I help with Melbourne Perl Mongers.
I spend an awful lot of time talking about Perl, and have had my picture in the Australian newspapers with a camel. That's rather scary.
Mod your own home-made dance mat
This blog entry comes with photographs. If you're viewing this on use.perl, advogato, planet anything, or blog mirrors, you probably can't see them. Try viewing them on my main blog here .
At linux.conf.au we volunteered one of our playstation dancemats to be used in a talk by Tamara Olliver on how to build your own dance mat. What was given back to us was an awesome, cork tile and wood creation that did an excellent job, and worked much better than the old slippery dance mat that it used to be.
Unfortunately, the mat had a problem. The start and stop buttons were mapped to the back-left and back-right pads, which made them easy to hit by accident while playing. This was generally a bad thing, since they could pause the game, quit the song, or otherwise cause a dancing hero like myself to "lose one's groove". Yesterday, I decided it was time to fix it.
Being too lazy to take a trip down to the hardware store and buy mesh, cork, and insulating foam to build more buttons, I looked around the house to see if I could find anything I thought suitable to adapt for some new start/select buttons, that could be mounted separately on the board above the main mat. I discovered a number of old Commodore-64 joysticks, and with them my most favourite of them. This is a large, dome-shaped contraption with two very large buttons. I loved it not only because it was so comfortable, but because the buttons had such a satisfying click when pressed. This would make an ideal addition to my mat!
After quite some effort with a screwdriver, and some brute force, I managed to get the top off the joystick, and promptly went off to get my soldering iron. Unfortunately for me, I haven't done any soldering in years, and couldn't locate it no matter how hard a tried. However I did find my Star Trek: The Motion Picture Little Golden Book edition tape, which I think is ample evidence that my parents were supporting my geekdom from a very young age. "You know when it's time to turn the page when you hear the communicator beep like this..."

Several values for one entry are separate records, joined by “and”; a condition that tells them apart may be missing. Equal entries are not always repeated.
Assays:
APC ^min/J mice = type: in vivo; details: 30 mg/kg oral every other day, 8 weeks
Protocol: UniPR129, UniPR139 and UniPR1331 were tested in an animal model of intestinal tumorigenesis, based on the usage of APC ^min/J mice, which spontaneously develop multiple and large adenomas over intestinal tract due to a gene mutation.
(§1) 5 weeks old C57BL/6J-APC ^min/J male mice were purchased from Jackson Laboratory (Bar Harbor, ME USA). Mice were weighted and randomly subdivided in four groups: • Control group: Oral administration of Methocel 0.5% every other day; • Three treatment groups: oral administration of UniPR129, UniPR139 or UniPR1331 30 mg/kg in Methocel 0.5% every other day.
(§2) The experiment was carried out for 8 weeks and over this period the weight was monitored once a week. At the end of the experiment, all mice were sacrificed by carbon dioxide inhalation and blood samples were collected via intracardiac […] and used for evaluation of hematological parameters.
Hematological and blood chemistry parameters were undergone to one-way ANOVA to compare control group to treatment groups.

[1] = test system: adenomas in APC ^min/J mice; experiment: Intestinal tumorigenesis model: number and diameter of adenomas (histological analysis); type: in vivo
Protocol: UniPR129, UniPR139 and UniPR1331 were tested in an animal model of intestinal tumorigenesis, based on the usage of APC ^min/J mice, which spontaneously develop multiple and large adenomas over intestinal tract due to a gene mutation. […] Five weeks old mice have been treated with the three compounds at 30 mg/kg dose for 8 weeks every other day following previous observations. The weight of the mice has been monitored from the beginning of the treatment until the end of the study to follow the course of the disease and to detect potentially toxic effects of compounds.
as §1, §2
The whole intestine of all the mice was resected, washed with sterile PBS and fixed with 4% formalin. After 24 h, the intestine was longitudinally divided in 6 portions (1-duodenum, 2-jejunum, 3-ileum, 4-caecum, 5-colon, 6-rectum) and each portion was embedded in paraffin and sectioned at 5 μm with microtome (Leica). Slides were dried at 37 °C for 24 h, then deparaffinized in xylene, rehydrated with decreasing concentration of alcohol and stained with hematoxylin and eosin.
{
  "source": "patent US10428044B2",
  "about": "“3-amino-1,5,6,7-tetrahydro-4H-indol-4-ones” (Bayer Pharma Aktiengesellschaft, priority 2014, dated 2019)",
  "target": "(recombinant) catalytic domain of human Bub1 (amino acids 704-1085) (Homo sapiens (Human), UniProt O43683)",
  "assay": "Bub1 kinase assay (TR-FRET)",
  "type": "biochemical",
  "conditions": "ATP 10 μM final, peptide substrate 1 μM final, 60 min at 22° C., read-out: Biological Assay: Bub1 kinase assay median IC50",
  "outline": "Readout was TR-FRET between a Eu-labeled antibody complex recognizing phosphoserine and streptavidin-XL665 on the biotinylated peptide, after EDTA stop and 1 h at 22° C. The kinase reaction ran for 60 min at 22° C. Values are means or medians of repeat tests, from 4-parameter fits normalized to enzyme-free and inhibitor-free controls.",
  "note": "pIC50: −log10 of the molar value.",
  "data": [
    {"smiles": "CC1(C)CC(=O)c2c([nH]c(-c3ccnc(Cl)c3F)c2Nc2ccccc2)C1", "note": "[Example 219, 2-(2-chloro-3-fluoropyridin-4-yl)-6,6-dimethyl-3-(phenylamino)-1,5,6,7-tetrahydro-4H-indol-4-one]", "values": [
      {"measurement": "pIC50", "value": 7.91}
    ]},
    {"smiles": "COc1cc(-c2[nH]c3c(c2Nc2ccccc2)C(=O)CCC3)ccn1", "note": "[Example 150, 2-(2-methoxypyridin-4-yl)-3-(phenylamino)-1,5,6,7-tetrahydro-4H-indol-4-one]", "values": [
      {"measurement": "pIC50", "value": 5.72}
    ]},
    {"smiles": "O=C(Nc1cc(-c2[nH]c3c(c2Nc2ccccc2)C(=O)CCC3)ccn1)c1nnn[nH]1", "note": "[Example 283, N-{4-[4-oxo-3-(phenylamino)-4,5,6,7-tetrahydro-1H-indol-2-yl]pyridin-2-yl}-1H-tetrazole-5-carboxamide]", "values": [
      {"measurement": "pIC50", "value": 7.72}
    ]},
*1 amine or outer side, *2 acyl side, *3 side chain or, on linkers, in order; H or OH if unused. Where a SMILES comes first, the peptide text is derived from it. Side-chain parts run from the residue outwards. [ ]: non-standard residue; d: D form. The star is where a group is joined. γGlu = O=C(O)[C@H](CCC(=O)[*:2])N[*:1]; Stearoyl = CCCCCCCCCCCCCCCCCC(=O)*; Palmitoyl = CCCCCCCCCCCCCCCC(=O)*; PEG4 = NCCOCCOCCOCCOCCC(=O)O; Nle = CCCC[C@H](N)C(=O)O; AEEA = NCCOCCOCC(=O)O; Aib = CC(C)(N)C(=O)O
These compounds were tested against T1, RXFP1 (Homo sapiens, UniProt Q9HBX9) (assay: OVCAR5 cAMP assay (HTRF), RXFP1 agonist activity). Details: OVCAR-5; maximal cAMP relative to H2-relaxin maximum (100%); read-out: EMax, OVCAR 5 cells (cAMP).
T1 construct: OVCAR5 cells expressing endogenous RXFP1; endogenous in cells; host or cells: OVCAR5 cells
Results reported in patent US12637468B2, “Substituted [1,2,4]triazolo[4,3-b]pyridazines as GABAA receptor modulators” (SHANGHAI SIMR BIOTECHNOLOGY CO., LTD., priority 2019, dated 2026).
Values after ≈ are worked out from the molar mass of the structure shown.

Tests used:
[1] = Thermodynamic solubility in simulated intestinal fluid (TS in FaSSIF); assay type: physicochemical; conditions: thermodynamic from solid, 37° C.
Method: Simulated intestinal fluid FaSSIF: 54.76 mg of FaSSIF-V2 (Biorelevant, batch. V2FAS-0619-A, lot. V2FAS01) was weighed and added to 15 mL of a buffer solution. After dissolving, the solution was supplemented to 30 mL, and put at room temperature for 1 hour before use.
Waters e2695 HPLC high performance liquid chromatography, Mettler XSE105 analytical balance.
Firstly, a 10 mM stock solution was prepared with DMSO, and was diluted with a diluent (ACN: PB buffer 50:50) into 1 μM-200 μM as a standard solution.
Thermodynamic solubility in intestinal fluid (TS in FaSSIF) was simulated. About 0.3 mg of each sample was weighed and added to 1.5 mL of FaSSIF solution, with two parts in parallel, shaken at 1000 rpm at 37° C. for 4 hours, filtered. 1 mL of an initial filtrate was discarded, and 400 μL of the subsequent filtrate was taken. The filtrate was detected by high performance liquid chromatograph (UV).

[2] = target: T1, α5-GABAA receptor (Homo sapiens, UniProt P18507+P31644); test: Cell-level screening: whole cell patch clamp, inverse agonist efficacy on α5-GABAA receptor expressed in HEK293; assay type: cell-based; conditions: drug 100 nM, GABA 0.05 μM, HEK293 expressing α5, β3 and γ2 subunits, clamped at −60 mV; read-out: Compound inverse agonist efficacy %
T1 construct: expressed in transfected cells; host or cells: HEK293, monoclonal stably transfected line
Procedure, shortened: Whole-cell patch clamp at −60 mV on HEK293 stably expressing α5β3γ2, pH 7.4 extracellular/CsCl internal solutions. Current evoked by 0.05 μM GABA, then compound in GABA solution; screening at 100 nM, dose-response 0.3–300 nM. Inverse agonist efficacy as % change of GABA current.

One trip to jaycar later, and I'm back with a new soldering iron; except it's not just a soldering iron. This wonderful (and cheap) creation is a blowtorch, soldering iron, hot cutting tool, hot chisel, hot air gun, and some other attachment all-in-one! The tool runs off butane, which meant I could work outside without having to worry about power cords, as well as looking awesome. It'll probably impress my friends almost as much as my satisfying-click buttons.
The new tool made desoldering my switches easy, as well as slicing through the hard plastic casing of the joystick housing. Unfortunately, the tool made melting and cutting plastic a little bit too easy, and I discovered after slicing the bottom joystick plate that the hot exhaust had melted and damaged some of the button supports. This was a very important lesson for me; the exhaust is really hot, and should be kept pointed away from plastic, electronics, fingers, and tabletops.
Switching my tool into hot-air-gun mode allowed me to re-melt and re-shape the plastic supports, although it took a few attempts for me to get it right. The second button still wobbles a little oddly, but time and patience got things back to how they should be. However after discovering that the housing for the LEDs that normally fit into the buttons was damaged, I gave up on my secondary objective of having a satisfying light to go with my satisfying click. Perhaps if I'm eager I'll try that another day.
With the buttons fitting back into their housing, it was a simply matter of reassembly and soldering the new pieces into the controller board. Determining the functions of the controller contacts was extremely easy: the big one in the middle with the black wire was ground, and everything else when connected to ground would switch on a button. A pad of paper, a piece of wire, and the controller hooked up to my PC allowed me to easily determine which button mapped to which contact, and how I wished to rearrange them.
Re-soldering was extremely easy, and the whole rig worked first time. A bit of glue, some gaffer tape, some electrical tape, and a big book to hold things in place, and the job was done! I now have an awesome, home-made dance mat, with extra buttons where I want them. Now I just need to build a second, so my dancing opponents won't be too jealous.
Photographs are available on flickr for anyone who wants a better look on how things were done.